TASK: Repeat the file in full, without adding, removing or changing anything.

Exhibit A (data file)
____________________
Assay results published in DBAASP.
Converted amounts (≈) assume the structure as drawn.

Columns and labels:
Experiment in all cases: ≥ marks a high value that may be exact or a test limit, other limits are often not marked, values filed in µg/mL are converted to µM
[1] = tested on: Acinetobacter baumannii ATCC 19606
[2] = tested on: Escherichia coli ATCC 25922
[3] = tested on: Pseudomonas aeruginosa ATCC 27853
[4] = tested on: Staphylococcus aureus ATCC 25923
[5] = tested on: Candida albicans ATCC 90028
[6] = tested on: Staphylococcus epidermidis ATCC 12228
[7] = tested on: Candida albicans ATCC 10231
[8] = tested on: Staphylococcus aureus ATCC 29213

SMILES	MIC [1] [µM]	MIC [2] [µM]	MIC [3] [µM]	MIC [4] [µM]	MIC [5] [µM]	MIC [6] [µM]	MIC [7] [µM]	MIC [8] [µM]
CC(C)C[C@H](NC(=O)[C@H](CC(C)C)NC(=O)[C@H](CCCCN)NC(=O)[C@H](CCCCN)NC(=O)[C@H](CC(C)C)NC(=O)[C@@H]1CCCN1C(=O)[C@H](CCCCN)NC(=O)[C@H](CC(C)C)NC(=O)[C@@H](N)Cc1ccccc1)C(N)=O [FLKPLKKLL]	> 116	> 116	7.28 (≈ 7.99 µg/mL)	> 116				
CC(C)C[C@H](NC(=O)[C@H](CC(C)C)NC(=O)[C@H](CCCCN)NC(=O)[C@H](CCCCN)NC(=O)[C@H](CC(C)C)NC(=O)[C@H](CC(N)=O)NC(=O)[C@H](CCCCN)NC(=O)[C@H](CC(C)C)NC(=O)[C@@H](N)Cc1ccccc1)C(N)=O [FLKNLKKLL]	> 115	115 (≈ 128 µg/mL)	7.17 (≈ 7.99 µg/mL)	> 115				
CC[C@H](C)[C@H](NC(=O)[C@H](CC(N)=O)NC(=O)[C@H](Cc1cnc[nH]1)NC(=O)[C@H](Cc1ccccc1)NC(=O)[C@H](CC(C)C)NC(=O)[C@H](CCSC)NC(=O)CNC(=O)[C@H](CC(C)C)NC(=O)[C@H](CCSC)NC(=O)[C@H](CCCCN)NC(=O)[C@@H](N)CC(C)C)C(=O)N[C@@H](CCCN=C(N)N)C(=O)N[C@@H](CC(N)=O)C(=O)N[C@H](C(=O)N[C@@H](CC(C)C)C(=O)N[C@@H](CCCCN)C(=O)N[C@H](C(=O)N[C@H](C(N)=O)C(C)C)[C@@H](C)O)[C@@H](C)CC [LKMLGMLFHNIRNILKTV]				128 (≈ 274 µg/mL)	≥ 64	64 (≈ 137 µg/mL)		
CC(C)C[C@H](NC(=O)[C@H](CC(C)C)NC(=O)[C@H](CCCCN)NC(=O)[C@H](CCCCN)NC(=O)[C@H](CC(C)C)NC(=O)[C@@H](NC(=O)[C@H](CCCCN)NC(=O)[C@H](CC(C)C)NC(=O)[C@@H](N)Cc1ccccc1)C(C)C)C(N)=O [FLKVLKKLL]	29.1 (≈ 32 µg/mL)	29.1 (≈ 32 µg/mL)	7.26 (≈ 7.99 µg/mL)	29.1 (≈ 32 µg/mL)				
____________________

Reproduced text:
Assay results published in DBAASP.
Converted amounts (≈) assume the structure as drawn.

Columns and labels:
Experiment in all cases: ≥ marks a high value that may be exact or a test limit, other limits are often not marked, values filed in µg/mL are converted to µM
[1] = tested on: Acinetobacter baumannii ATCC 19606
[2] = tested on: Escherichia coli ATCC 25922
[3] = tested on: Pseudomonas aeruginosa ATCC 27853
[4] = tested on: Staphylococcus aureus ATCC 25923
[5] = tested on: Candida albicans ATCC 90028
[6] = tested on: Staphylococcus epidermidis ATCC 12228
[7] = tested on: Candida albicans ATCC 10231
[8] = tested on: Staphylococcus aureus ATCC 29213

SMILES	MIC [1] [µM]	MIC [2] [µM]	MIC [3] [µM]	MIC [4] [µM]	MIC [5] [µM]	MIC [6] [µM]	MIC [7] [µM]	MIC [8] [µM]
CC(C)C[C@H](NC(=O)[C@H](CC(C)C)NC(=O)[C@H](CCCCN)NC(=O)[C@H](CCCCN)NC(=O)[C@H](CC(C)C)NC(=O)[C@@H]1CCCN1C(=O)[C@H](CCCCN)NC(=O)[C@H](CC(C)C)NC(=O)[C@@H](N)Cc1ccccc1)C(N)=O [FLKPLKKLL]	> 116	> 116	7.28 (≈ 7.99 µg/mL)	> 116				
CC(C)C[C@H](NC(=O)[C@H](CC(C)C)NC(=O)[C@H](CCCCN)NC(=O)[C@H](CCCCN)NC(=O)[C@H](CC(C)C)NC(=O)[C@H](CC(N)=O)NC(=O)[C@H](CCCCN)NC(=O)[C@H](CC(C)C)NC(=O)[C@@H](N)Cc1ccccc1)C(N)=O [FLKNLKKLL]	> 115	115 (≈ 128 µg/mL)	7.17 (≈ 7.99 µg/mL)	> 115				
CC[C@H](C)[C@H](NC(=O)[C@H](CC(N)=O)NC(=O)[C@H](Cc1cnc[nH]1)NC(=O)[C@H](Cc1ccccc1)NC(=O)[C@H](CC(C)C)NC(=O)[C@H](CCSC)NC(=O)CNC(=O)[C@H](CC(C)C)NC(=O)[C@H](CCSC)NC(=O)[C@H](CCCCN)NC(=O)[C@@H](N)CC(C)C)C(=O)N[C@@H](CCCN=C(N)N)C(=O)N[C@@H](CC(N)=O)C(=O)N[C@H](C(=O)N[C@@H](CC(C)C)C(=O)N[C@@H](CCCCN)C(=O)N[C@H](C(=O)N[C@H](C(N)=O)C(C)C)[C@@H](C)O)[C@@H](C)CC [LKMLGMLFHNIRNILKTV]				128 (≈ 274 µg/mL)	≥ 64	64 (≈ 137 µg/mL)		
CC(C)C[C@H](NC(=O)[C@H](CC(C)C)NC(=O)[C@H](CCCCN)NC(=O)[C@H](CCCCN)NC(=O)[C@H](CC(C)C)NC(=O)[C@@H](NC(=O)[C@H](CCCCN)NC(=O)[C@H](CC(C)C)NC(=O)[C@@H](N)Cc1ccccc1)C(C)C)C(N)=O [FLKVLKKLL]	29.1 (≈ 32 µg/mL)	29.1 (≈ 32 µg/mL)	7.26 (≈ 7.99 µg/mL)	29.1 (≈ 32 µg/mL)				